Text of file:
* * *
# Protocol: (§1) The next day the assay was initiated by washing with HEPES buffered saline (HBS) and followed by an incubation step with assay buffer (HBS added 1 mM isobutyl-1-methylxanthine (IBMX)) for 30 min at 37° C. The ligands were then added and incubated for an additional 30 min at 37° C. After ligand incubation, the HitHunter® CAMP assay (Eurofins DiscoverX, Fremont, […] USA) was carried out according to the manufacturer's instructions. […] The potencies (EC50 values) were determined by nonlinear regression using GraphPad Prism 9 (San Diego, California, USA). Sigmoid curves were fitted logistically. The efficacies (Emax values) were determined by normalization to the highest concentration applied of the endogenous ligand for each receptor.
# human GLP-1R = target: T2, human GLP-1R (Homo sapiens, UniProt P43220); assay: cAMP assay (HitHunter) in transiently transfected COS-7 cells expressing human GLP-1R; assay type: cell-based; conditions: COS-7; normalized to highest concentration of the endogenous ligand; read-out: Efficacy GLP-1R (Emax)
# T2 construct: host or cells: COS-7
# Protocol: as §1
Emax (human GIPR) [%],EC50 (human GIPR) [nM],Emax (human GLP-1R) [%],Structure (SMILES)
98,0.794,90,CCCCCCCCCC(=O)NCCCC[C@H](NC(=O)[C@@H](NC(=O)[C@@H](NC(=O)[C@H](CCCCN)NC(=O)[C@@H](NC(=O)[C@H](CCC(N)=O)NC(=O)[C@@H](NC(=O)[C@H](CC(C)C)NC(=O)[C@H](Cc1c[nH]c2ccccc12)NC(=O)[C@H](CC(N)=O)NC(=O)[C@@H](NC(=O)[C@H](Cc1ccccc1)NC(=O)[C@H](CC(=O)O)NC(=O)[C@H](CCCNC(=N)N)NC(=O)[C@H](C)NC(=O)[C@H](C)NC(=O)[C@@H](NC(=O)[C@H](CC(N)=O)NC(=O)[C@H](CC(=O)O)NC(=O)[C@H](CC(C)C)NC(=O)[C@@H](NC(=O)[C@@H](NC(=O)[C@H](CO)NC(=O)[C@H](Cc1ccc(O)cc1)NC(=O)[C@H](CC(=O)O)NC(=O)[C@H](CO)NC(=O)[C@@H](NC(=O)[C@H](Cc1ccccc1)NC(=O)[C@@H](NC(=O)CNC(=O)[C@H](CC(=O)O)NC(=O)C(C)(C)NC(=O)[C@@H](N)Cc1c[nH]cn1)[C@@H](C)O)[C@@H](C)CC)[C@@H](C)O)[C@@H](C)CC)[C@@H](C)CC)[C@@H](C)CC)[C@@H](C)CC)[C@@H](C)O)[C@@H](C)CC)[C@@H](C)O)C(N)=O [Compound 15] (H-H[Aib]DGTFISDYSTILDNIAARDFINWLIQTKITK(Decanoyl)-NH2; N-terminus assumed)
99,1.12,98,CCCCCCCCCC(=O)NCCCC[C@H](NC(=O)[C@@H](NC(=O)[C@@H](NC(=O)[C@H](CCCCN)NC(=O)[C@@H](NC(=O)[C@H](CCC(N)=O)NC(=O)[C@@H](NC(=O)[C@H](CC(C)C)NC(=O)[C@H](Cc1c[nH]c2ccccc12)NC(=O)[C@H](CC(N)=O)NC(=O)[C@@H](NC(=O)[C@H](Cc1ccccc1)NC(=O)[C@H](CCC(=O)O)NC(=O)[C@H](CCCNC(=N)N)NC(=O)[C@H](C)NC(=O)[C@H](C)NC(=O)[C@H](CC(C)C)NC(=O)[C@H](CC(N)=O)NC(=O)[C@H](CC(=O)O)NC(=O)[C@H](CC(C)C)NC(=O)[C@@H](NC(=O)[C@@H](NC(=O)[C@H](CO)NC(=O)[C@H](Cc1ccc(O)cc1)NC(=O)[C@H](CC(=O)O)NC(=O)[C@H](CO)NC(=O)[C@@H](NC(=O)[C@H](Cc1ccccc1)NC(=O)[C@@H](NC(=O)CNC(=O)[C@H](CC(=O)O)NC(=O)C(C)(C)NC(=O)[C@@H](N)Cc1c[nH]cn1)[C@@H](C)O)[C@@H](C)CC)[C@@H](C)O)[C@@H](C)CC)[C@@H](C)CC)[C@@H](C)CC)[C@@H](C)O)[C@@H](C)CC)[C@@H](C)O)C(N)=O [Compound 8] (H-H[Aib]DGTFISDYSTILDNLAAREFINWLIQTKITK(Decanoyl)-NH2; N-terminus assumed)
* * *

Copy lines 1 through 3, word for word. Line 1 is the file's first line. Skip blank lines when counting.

# Protocol: (§1) The next day the assay was initiated by washing with HEPES buffered saline (HBS) and followed by an incubation step with assay buffer (HBS added 1 mM isobutyl-1-methylxanthine (IBMX)) for 30 min at 37° C. The ligands were then added and incubated for an additional 30 min at 37° C. After ligand incubation, the HitHunter® CAMP assay (Eurofins DiscoverX, Fremont, […] USA) was carried out according to the manufacturer's instructions. […] The potencies (EC50 values) were determined by nonlinear regression using GraphPad Prism 9 (San Diego, California, USA). Sigmoid curves were fitted logistically. The efficacies (Emax values) were determined by normalization to the highest concentration applied of the endogenous ligand for each receptor.
# human GLP-1R = target: T2, human GLP-1R (Homo sapiens, UniProt P43220); assay: cAMP assay (HitHunter) in transiently transfected COS-7 cells expressing human GLP-1R; assay type: cell-based; conditions: COS-7; normalized to highest concentration of the endogenous ligand; read-out: Efficacy GLP-1R (Emax)
# T2 construct: host or cells: COS-7